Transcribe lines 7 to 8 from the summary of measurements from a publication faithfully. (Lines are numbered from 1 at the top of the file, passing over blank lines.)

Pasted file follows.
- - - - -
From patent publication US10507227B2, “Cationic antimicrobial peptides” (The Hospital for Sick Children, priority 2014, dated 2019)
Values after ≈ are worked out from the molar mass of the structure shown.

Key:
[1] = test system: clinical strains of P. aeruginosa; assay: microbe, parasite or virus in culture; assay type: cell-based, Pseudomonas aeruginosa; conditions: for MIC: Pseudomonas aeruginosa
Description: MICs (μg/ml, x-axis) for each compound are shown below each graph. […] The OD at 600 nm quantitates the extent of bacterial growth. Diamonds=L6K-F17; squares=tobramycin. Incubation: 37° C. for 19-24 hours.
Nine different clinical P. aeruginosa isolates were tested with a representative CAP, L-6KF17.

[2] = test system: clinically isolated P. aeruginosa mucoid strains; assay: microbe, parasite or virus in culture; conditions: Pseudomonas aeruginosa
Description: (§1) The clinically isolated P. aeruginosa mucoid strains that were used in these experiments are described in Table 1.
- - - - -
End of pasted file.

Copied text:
[2] = test system: clinically isolated P. aeruginosa mucoid strains; assay: microbe, parasite or virus in culture; conditions: Pseudomonas aeruginosa
Description: (§1) The clinically isolated P. aeruginosa mucoid strains that were used in these experiments are described in Table 1.